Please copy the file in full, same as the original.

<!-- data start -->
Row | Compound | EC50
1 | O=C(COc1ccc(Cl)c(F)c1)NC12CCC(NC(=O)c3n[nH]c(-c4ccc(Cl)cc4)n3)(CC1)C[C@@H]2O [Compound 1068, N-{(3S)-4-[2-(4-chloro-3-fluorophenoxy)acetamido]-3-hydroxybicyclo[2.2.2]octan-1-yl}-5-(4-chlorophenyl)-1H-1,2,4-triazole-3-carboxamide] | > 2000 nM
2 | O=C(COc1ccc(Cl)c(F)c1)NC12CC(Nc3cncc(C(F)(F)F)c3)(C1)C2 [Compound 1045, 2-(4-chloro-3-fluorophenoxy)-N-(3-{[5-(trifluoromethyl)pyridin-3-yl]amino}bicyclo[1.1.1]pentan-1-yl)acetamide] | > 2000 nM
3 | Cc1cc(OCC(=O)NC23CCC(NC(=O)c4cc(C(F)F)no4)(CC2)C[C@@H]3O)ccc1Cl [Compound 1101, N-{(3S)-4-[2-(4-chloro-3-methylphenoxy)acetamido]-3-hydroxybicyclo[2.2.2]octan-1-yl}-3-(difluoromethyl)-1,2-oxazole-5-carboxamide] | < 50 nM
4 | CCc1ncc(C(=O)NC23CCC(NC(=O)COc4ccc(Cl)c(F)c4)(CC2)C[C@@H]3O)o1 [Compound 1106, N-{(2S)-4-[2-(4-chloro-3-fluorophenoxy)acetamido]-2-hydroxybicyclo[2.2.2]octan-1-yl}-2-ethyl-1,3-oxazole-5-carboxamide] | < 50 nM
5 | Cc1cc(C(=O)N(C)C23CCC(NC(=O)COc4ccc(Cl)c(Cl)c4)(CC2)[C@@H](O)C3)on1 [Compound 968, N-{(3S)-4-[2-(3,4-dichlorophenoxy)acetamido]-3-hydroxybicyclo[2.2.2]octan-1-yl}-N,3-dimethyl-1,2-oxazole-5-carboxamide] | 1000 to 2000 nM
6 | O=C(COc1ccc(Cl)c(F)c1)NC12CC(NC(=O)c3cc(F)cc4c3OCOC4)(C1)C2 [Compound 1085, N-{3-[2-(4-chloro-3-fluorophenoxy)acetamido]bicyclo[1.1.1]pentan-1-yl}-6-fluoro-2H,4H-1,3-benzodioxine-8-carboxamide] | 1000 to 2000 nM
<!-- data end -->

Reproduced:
Row | Compound | EC50
1 | O=C(COc1ccc(Cl)c(F)c1)NC12CCC(NC(=O)c3n[nH]c(-c4ccc(Cl)cc4)n3)(CC1)C[C@@H]2O [Compound 1068, N-{(3S)-4-[2-(4-chloro-3-fluorophenoxy)acetamido]-3-hydroxybicyclo[2.2.2]octan-1-yl}-5-(4-chlorophenyl)-1H-1,2,4-triazole-3-carboxamide] | > 2000 nM
2 | O=C(COc1ccc(Cl)c(F)c1)NC12CC(Nc3cncc(C(F)(F)F)c3)(C1)C2 [Compound 1045, 2-(4-chloro-3-fluorophenoxy)-N-(3-{[5-(trifluoromethyl)pyridin-3-yl]amino}bicyclo[1.1.1]pentan-1-yl)acetamide] | > 2000 nM
3 | Cc1cc(OCC(=O)NC23CCC(NC(=O)c4cc(C(F)F)no4)(CC2)C[C@@H]3O)ccc1Cl [Compound 1101, N-{(3S)-4-[2-(4-chloro-3-methylphenoxy)acetamido]-3-hydroxybicyclo[2.2.2]octan-1-yl}-3-(difluoromethyl)-1,2-oxazole-5-carboxamide] | < 50 nM
4 | CCc1ncc(C(=O)NC23CCC(NC(=O)COc4ccc(Cl)c(F)c4)(CC2)C[C@@H]3O)o1 [Compound 1106, N-{(2S)-4-[2-(4-chloro-3-fluorophenoxy)acetamido]-2-hydroxybicyclo[2.2.2]octan-1-yl}-2-ethyl-1,3-oxazole-5-carboxamide] | < 50 nM
5 | Cc1cc(C(=O)N(C)C23CCC(NC(=O)COc4ccc(Cl)c(Cl)c4)(CC2)[C@@H](O)C3)on1 [Compound 968, N-{(3S)-4-[2-(3,4-dichlorophenoxy)acetamido]-3-hydroxybicyclo[2.2.2]octan-1-yl}-N,3-dimethyl-1,2-oxazole-5-carboxamide] | 1000 to 2000 nM
6 | O=C(COc1ccc(Cl)c(F)c1)NC12CC(NC(=O)c3cc(F)cc4c3OCOC4)(C1)C2 [Compound 1085, N-{3-[2-(4-chloro-3-fluorophenoxy)acetamido]bicyclo[1.1.1]pentan-1-yl}-6-fluoro-2H,4H-1,3-benzodioxine-8-carboxamide] | 1000 to 2000 nM